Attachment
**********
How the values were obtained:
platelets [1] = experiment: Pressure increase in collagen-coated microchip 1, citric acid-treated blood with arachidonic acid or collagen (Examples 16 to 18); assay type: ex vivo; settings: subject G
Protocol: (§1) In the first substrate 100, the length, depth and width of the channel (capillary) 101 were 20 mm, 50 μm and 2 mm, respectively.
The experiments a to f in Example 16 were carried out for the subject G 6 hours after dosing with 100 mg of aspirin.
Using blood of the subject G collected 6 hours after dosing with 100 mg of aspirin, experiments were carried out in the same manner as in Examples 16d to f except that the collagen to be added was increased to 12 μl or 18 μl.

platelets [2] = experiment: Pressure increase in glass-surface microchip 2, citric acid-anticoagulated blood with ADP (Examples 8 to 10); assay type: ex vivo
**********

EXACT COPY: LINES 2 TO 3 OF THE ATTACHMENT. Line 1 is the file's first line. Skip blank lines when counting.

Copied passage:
platelets [1] = experiment: Pressure increase in collagen-coated microchip 1, citric acid-treated blood with arachidonic acid or collagen (Examples 16 to 18); assay type: ex vivo; settings: subject G
Protocol: (§1) In the first substrate 100, the length, depth and width of the channel (capillary) 101 were 20 mm, 50 μm and 2 mm, respectively.